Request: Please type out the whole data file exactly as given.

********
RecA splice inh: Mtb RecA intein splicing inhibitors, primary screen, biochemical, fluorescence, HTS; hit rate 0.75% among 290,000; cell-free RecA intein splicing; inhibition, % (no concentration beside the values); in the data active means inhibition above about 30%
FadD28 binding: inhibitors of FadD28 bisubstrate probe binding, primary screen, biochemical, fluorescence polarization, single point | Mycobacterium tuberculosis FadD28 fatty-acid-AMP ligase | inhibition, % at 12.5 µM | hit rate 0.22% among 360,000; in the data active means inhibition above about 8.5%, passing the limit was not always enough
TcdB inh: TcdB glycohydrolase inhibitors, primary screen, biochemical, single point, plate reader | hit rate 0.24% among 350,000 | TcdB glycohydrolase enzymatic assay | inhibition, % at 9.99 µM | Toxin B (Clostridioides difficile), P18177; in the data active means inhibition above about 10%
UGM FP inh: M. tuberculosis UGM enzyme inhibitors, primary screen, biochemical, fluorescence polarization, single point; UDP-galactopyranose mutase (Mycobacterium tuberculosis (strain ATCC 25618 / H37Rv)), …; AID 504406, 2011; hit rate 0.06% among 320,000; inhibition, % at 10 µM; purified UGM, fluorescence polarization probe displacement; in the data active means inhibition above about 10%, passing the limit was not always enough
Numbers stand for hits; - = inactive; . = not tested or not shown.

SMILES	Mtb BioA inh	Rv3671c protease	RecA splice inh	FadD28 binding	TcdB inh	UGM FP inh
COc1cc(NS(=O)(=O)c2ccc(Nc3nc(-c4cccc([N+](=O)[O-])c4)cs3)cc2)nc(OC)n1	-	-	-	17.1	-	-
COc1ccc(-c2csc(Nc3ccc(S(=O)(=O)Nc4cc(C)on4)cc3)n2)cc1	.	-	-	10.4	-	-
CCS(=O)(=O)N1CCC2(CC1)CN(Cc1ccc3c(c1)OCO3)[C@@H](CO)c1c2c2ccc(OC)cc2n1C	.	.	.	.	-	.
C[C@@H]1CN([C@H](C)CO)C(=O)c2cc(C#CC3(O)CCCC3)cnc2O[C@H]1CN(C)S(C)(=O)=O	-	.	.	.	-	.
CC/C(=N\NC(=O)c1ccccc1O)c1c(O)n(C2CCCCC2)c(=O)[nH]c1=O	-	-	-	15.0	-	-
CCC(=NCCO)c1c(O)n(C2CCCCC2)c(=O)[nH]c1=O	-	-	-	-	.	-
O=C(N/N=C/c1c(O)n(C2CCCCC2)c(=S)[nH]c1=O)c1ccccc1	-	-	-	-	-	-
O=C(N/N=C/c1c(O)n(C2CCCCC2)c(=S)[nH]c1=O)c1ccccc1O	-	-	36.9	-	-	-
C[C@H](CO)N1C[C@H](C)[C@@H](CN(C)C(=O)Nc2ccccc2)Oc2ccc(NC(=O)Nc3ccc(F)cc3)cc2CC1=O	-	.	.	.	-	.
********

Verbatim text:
RecA splice inh: Mtb RecA intein splicing inhibitors, primary screen, biochemical, fluorescence, HTS; hit rate 0.75% among 290,000; cell-free RecA intein splicing; inhibition, % (no concentration beside the values); in the data active means inhibition above about 30%
FadD28 binding: inhibitors of FadD28 bisubstrate probe binding, primary screen, biochemical, fluorescence polarization, single point | Mycobacterium tuberculosis FadD28 fatty-acid-AMP ligase | inhibition, % at 12.5 µM | hit rate 0.22% among 360,000; in the data active means inhibition above about 8.5%, passing the limit was not always enough
TcdB inh: TcdB glycohydrolase inhibitors, primary screen, biochemical, single point, plate reader | hit rate 0.24% among 350,000 | TcdB glycohydrolase enzymatic assay | inhibition, % at 9.99 µM | Toxin B (Clostridioides difficile), P18177; in the data active means inhibition above about 10%
UGM FP inh: M. tuberculosis UGM enzyme inhibitors, primary screen, biochemical, fluorescence polarization, single point; UDP-galactopyranose mutase (Mycobacterium tuberculosis (strain ATCC 25618 / H37Rv)), …; AID 504406, 2011; hit rate 0.06% among 320,000; inhibition, % at 10 µM; purified UGM, fluorescence polarization probe displacement; in the data active means inhibition above about 10%, passing the limit was not always enough
Numbers stand for hits; - = inactive; . = not tested or not shown.

SMILES	Mtb BioA inh	Rv3671c protease	RecA splice inh	FadD28 binding	TcdB inh	UGM FP inh
COc1cc(NS(=O)(=O)c2ccc(Nc3nc(-c4cccc([N+](=O)[O-])c4)cs3)cc2)nc(OC)n1	-	-	-	17.1	-	-
COc1ccc(-c2csc(Nc3ccc(S(=O)(=O)Nc4cc(C)on4)cc3)n2)cc1	.	-	-	10.4	-	-
CCS(=O)(=O)N1CCC2(CC1)CN(Cc1ccc3c(c1)OCO3)[C@@H](CO)c1c2c2ccc(OC)cc2n1C	.	.	.	.	-	.
C[C@@H]1CN([C@H](C)CO)C(=O)c2cc(C#CC3(O)CCCC3)cnc2O[C@H]1CN(C)S(C)(=O)=O	-	.	.	.	-	.
CC/C(=N\NC(=O)c1ccccc1O)c1c(O)n(C2CCCCC2)c(=O)[nH]c1=O	-	-	-	15.0	-	-
CCC(=NCCO)c1c(O)n(C2CCCCC2)c(=O)[nH]c1=O	-	-	-	-	.	-
O=C(N/N=C/c1c(O)n(C2CCCCC2)c(=S)[nH]c1=O)c1ccccc1	-	-	-	-	-	-
O=C(N/N=C/c1c(O)n(C2CCCCC2)c(=S)[nH]c1=O)c1ccccc1O	-	-	36.9	-	-	-
C[C@H](CO)N1C[C@H](C)[C@@H](CN(C)C(=O)Nc2ccccc2)Oc2ccc(NC(=O)Nc3ccc(F)cc3)cc2CC1=O	-	.	.	.	-	.